by Lynette Silva
Above and beyond – that’s a common theme for what types of employee contributions should be recognized. And it’s a good theme. This is so important to some of our clients that they’ve even branded their recognition programs “Above and Beyond.”
But what about “completely different?” Or “entirely outside of the job description?” Sometimes we recognize and reward these individuals, but all too often we punish them instead, forcing them back into the box and encouraging them to “just get the job done.”
And then there are people like Charles Clark, custodian at Trinity High School in Euless, TX. Featured in a recent CBS Sunday Morning story, Mr. Clark does his defined “job” very well. He is committed to providing a clean and comfortable environment for the students and faculty. But it’s his “extra” work that perhaps has the most lasting and profound impact.
Here’s the story (email subscribers, click through for the video):
Mr. Clark pays attention and watches out for the students that might need a little extra encouragement and guidance to stay on the right path. He serves as a counselor of sorts, one who the professional counselor on staff acknowledges is better than the pros at working with some of the students. And his results are outstanding. The students Mr. Clark targets for special attention tend to go on to graduate college.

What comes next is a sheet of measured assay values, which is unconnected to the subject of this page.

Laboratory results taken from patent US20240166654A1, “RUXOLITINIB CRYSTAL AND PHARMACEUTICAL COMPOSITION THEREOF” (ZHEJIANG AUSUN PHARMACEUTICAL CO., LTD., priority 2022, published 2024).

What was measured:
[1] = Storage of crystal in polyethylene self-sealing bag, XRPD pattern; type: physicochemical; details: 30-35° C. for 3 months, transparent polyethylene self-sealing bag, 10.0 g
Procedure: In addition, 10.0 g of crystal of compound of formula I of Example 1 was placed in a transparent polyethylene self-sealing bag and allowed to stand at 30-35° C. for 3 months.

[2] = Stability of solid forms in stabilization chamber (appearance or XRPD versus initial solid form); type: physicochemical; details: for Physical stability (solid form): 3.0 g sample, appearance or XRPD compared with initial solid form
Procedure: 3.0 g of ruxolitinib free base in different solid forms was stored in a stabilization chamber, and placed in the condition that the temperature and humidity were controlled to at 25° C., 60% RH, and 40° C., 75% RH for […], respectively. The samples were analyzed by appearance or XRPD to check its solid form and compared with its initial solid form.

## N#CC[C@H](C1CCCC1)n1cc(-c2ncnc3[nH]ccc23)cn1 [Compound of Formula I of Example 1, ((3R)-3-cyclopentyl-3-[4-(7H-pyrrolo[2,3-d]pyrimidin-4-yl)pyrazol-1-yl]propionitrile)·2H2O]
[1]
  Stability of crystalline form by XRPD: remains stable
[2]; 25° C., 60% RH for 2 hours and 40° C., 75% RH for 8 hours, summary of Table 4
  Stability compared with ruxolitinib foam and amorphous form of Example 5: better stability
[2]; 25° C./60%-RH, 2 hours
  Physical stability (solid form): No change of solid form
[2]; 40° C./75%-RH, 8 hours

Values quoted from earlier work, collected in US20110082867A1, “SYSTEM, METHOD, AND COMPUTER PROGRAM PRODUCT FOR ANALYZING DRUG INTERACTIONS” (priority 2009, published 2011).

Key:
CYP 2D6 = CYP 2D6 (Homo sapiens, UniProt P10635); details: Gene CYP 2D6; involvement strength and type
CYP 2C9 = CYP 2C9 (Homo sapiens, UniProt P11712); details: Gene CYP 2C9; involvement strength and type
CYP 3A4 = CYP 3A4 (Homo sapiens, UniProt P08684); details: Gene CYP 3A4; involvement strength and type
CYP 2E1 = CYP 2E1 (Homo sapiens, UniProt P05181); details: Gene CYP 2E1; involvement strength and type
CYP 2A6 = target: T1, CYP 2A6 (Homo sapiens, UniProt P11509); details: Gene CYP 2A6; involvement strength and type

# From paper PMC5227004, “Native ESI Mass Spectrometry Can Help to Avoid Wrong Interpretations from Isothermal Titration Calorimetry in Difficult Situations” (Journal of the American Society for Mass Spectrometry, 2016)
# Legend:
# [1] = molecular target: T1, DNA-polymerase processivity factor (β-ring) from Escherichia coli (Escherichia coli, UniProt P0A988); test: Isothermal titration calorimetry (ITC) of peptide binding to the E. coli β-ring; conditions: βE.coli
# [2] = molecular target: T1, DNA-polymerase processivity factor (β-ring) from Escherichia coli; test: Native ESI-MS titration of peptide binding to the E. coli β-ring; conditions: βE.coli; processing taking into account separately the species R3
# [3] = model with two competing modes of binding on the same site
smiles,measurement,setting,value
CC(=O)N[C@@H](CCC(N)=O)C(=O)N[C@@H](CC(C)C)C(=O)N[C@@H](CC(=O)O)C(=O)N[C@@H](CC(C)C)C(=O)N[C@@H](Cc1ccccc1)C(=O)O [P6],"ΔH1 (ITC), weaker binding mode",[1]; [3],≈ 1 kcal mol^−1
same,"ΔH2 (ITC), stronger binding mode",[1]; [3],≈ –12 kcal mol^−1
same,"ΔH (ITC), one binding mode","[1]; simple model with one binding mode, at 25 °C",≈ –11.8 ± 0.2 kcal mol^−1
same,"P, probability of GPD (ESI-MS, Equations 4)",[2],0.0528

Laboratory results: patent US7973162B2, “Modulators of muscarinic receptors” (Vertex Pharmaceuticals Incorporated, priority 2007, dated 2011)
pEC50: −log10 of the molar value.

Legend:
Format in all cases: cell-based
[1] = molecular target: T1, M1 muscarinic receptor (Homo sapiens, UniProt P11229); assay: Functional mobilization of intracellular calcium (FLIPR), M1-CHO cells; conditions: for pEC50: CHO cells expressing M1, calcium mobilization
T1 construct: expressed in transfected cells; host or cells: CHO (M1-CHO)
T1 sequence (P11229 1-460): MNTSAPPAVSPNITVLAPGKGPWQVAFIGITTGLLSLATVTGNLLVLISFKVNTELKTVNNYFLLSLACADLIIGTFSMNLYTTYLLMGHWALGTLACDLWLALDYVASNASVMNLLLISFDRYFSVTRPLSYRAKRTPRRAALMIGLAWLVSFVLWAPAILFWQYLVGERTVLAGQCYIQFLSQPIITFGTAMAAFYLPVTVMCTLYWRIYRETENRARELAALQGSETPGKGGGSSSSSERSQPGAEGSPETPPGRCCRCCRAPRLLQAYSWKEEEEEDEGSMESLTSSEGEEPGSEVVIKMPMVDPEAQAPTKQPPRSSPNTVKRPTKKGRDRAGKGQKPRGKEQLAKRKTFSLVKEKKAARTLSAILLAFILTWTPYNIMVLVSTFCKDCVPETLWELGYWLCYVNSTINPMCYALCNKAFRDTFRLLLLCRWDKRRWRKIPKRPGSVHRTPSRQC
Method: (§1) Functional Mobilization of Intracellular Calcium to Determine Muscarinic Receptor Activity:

The principles he applies to students work just as well with our colleagues. When applied thoughtfully, these principles can have profound impact on others.
- Pay attention – Mr. Clark gets his job done, but he also pays attention to those around him. He is intentional in looking for those who need bit more support. Then he actually gives it.
- Offer words of encouragement and support – Many of us know others who need additional support, but not all of us are willing to give up our own time to spend a few minutes to offer the recognition and help they may need. Often, kind words of praise and appreciation are all that’s needed.
- Seek out the good in others – Mr. Clark tends to reach out to the students who might be on the brink of “trouble” or seeking the wrong path, but he looks beyond that. He sees their potential and the good they have to offer. Think for a moment about your colleagues. Who are the most difficult to work with? Do you tend to avoid them because of their reputation? Now pause and rethink, what does that person do particularly well? How can you seek out ways to engage with them to benefit from their strengths? Praising others for their strengths is a powerful way to help them refocus on what matters most.
How can you be more intentional in noticing your colleagues and their efforts? How have words of encouragement from others helped you?